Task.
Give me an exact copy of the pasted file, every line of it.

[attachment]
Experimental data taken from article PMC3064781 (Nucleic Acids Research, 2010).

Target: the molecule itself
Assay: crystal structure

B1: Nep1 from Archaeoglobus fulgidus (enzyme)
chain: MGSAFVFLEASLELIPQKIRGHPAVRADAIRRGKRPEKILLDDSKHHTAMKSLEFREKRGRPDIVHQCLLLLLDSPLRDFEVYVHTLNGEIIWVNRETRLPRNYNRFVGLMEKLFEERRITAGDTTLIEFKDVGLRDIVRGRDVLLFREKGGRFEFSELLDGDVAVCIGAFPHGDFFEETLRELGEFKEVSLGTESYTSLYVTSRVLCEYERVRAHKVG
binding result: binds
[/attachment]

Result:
Experimental data taken from article PMC3064781 (Nucleic Acids Research, 2010).

Target: the molecule itself
Assay: crystal structure

B1: Nep1 from Archaeoglobus fulgidus (enzyme)
chain: MGSAFVFLEASLELIPQKIRGHPAVRADAIRRGKRPEKILLDDSKHHTAMKSLEFREKRGRPDIVHQCLLLLLDSPLRDFEVYVHTLNGEIIWVNRETRLPRNYNRFVGLMEKLFEERRITAGDTTLIEFKDVGLRDIVRGRDVLLFREKGGRFEFSELLDGDVAVCIGAFPHGDFFEETLRELGEFKEVSLGTESYTSLYVTSRVLCEYERVRAHKVG
binding result: binds